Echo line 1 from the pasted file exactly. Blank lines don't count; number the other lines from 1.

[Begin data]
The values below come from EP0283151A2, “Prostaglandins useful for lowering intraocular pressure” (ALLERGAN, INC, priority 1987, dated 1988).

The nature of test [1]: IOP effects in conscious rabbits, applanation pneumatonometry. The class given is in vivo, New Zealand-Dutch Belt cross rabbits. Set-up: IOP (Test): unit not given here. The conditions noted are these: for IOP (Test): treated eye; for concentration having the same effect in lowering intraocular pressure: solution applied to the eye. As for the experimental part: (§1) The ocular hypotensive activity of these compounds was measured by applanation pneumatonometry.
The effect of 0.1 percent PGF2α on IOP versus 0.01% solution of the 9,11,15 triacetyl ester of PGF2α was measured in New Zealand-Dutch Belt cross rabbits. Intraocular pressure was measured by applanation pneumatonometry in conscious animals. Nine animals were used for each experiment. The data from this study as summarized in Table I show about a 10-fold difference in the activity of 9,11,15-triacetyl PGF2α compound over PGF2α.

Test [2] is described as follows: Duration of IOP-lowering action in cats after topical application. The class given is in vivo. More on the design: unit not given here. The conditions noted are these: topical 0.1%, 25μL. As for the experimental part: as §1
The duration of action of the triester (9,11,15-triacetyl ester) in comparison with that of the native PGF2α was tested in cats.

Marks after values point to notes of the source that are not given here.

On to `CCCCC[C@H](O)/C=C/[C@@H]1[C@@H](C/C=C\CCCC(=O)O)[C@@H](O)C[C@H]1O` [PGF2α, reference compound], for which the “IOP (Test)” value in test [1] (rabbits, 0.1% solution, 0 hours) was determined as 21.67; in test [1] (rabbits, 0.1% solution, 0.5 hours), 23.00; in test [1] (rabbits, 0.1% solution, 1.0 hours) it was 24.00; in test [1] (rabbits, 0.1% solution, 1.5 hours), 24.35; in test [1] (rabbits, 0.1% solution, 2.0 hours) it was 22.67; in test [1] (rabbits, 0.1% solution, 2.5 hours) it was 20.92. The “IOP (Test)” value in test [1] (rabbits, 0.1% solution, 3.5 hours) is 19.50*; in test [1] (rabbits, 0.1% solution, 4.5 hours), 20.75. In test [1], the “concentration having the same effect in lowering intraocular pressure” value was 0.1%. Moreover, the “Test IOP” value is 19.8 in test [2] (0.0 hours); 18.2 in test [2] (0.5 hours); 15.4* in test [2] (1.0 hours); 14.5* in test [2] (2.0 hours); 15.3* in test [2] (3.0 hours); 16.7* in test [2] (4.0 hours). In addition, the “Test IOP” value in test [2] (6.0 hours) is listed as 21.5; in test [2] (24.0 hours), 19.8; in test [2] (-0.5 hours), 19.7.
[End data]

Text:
The values below come from EP0283151A2, “Prostaglandins useful for lowering intraocular pressure” (ALLERGAN, INC, priority 1987, dated 1988).